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    Improving Modeling of Nutrient Cycles in Crop Cultivation
    (2019-12-01) Upendra Singh; Cheryl H. Porter
    Agricultural productivity depends on crops receiving adequate amounts of essential nutrients from the atmosphere, soils, and/or supplied fertilizers and manures. Through the biogeochemical cycling of nutrients, fertile soils supply the following essential nutrients to plants: nitrogen (N), phosphorus (P), potassium (K), sulfur (S), calcium (Ca), magnesium (Mg), iron (Fe), zinc (Zn), copper (Cu), manganese (Mn), boron (B), molybdenum (Mo), cobalt (Co), and nickel (Ni). Deficiency of any of these nutrients results in lower productivity. In Europe, North America, and many parts of Asia, the agricultural practice of depleting soil nutrient reserves (nutrient mining) for farming ceased several decades ago. Unfortunately, nutrient mining continues in many developing countries, particularly in Sub-Saharan Africa.
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    The DSSAT Crop Modeling Ecosystem
    (2019-12-10) Gerrit Hoogenboom; Cheryl H. Porter; Kenneth J. Boote; Vakhtang Shelia; Paul W. Wilkens; Upendra Singh; Jeffrey W. White; Senthold Asseng; Jon I. Lizaso; L Patricia Moreno; Willingthon Pavan; Richard Ogoshi; L Anthony Hunt; Gordon Y Tsuji; James W. Jones
    Traditionally, research for agricultural development and improvement is based on small plot experiments that are conducted for multiple years on a research station and, on occasion, in multiple locations. The outcomes of these experiments are then transmitted in the form of recommendations to farmers through state-wide and county-based extension services. Although this approach works well for the United States and Europe where farms are normally well managed with respect to fertilizer, irrigation inputs, and pests and diseases, in some countries funding and resource challenges make this approach less practical. In the early 1980s, the United States Agency for International Development (USAID) made a bold step to support a project that was based on systems analysis of agricultural production to address food security in developing countries.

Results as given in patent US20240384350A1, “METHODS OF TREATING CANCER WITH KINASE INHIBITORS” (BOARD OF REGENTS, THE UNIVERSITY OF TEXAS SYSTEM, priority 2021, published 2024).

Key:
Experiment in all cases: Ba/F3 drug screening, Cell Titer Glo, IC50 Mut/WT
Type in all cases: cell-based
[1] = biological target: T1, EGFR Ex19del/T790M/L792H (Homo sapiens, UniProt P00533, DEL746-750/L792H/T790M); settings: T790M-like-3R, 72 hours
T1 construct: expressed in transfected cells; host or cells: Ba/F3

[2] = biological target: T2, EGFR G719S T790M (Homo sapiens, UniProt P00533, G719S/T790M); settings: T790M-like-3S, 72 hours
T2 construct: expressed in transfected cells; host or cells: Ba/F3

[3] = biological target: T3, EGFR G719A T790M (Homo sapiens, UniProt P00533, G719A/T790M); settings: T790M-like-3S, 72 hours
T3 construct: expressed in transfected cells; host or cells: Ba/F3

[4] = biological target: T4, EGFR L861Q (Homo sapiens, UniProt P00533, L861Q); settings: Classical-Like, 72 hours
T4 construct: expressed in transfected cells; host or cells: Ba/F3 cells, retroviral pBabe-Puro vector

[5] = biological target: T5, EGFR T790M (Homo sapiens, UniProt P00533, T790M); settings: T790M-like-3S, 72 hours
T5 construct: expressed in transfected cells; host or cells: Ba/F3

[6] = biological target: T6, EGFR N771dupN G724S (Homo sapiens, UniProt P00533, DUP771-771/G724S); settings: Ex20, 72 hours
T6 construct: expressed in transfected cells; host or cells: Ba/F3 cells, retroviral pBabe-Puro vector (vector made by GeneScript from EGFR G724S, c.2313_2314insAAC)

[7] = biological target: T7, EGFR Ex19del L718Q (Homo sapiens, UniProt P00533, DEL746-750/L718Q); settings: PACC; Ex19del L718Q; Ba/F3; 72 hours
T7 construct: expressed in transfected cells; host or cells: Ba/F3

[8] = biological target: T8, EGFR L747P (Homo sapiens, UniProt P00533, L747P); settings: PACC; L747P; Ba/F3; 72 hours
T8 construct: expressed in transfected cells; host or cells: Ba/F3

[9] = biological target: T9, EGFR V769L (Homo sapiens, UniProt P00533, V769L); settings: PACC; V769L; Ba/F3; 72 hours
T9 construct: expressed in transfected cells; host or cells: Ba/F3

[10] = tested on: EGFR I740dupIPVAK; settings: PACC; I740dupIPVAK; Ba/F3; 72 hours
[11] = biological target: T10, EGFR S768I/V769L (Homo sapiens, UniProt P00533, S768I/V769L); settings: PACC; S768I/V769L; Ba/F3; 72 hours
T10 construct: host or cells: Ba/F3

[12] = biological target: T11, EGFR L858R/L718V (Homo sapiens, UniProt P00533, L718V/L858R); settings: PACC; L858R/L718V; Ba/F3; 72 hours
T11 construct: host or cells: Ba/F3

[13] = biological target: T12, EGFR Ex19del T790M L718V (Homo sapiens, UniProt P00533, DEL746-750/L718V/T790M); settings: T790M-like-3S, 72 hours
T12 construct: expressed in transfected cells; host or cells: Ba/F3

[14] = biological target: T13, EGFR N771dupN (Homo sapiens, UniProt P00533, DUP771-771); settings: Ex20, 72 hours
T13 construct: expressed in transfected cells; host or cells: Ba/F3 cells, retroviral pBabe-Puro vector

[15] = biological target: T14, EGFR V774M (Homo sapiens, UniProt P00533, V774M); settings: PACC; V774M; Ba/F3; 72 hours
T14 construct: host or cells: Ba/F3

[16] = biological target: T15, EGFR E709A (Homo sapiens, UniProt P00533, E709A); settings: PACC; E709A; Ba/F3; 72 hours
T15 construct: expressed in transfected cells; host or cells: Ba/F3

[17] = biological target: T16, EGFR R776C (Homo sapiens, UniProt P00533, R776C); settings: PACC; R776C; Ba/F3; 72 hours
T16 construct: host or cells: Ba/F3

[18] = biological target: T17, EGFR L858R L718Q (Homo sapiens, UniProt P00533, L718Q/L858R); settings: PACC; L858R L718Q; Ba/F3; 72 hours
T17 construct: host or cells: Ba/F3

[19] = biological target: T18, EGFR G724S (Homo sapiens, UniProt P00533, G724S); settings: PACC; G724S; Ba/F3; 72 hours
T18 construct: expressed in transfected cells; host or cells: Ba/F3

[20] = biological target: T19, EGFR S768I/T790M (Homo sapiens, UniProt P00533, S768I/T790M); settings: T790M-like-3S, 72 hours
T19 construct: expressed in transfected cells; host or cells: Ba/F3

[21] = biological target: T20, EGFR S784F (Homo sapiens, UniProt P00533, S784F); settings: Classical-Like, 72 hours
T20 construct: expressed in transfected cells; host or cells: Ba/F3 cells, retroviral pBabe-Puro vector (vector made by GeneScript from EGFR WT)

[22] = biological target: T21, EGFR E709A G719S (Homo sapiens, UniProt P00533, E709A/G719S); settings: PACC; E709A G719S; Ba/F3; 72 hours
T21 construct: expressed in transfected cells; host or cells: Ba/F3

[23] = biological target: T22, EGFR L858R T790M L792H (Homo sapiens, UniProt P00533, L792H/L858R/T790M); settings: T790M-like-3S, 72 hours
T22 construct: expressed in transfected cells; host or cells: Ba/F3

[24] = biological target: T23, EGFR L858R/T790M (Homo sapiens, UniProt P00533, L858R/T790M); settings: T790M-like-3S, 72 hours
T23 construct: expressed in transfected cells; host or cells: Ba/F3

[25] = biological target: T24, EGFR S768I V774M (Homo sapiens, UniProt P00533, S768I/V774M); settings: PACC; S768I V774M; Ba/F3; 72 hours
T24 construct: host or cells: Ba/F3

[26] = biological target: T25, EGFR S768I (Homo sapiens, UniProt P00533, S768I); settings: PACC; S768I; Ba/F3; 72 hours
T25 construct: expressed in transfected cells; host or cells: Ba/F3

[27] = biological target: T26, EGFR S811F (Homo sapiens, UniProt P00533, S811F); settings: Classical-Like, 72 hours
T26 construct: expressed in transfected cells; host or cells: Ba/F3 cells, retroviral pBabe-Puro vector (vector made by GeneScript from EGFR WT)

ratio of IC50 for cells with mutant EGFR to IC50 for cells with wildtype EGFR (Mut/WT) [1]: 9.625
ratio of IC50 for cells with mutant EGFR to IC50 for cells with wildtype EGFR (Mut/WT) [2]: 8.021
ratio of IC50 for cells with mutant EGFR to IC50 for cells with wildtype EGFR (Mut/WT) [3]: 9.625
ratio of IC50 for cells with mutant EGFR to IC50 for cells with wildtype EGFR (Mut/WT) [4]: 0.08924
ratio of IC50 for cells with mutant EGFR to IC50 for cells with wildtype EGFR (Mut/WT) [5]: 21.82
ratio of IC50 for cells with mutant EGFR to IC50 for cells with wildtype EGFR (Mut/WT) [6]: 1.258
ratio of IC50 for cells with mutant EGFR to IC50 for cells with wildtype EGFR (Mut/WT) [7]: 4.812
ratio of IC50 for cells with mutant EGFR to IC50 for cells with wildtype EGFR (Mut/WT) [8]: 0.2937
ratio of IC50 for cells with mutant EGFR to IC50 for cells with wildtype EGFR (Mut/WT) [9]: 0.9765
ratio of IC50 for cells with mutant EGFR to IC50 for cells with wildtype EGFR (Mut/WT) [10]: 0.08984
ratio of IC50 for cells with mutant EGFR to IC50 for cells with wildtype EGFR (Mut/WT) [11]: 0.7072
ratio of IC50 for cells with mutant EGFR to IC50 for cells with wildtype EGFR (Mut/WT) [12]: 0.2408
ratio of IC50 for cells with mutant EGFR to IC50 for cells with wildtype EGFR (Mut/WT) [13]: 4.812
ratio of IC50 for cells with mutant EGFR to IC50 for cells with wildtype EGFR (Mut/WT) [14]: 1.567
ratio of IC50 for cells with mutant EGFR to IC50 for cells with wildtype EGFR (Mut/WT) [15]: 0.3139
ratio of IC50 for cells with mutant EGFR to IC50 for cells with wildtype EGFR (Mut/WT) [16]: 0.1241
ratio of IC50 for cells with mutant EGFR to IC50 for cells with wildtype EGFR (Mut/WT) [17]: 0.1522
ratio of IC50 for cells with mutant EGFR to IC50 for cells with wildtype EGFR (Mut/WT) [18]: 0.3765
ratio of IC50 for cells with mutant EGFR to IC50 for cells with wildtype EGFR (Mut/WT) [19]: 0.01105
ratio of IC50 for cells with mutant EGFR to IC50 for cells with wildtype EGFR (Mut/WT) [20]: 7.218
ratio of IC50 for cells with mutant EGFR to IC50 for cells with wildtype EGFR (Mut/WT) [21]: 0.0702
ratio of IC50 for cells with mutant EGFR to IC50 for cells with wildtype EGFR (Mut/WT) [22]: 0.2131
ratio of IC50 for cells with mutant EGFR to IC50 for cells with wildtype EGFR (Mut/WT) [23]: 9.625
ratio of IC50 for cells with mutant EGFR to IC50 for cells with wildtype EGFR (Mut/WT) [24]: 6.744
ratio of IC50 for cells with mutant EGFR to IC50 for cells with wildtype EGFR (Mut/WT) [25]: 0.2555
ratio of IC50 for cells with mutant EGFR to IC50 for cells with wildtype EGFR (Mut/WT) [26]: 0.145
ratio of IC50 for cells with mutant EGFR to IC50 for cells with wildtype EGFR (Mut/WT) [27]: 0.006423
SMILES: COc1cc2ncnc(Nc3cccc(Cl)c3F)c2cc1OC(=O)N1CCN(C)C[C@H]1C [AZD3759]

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    The Native Shrubs Philiostigma reticulatum and Guiera senegalensis: The Unrecognized Potential to Remediate Degraded Soils and Optimize Productivity of Sahelian Agroecosystems
    (2012-01) Richard P. Dick; Modou Sène ; Mateugue Diack; Mamadou Khouma; Aminata N. Badiane ; Samba Arona Ndiaye Samba; Ibrahima Diedhiou; Abel Lufafa; Ekwe L. Dossa; F. Kizito; Sire Diedhiou; Jay Noller; Maria Dragila
    The global objective of this study was to determine the unrecognized role of shrubs as key determinants in sequestration of C, water relations, and soil degradation mitigation in semiarid climatic regimes of Senegal that are representative of much of Sub-Sahelian Africa. The results showed that shrubs are the dominant controllers of hydrology, C biomass on the landscape, microbiology, and crop productivity in agroecosystem of Senegal. The major findings were: Shrubs residues decompose rapidly enough to allow non-thermal management. Shrub residues promote crop growth but it takes 2 years of incorporation before beneficial impacts on crops were measured. Both shrubs are doing hydraulic lifting of water from wet subsoils to dry surface soils Shrubs are non-competitive with crops for water and increase water and nutrient efficiency. During periods of excess rainfall shrubs promote groundwater recharge and therefore reduce surface runoff losses. G. senegalensis had the most profound impact on yields which after fours cropping the declining yields in the absence of crops resulted in a 242% difference in yield between plots with and with out this shrub. These positive impacts occurred even in the absence of fertilizer applications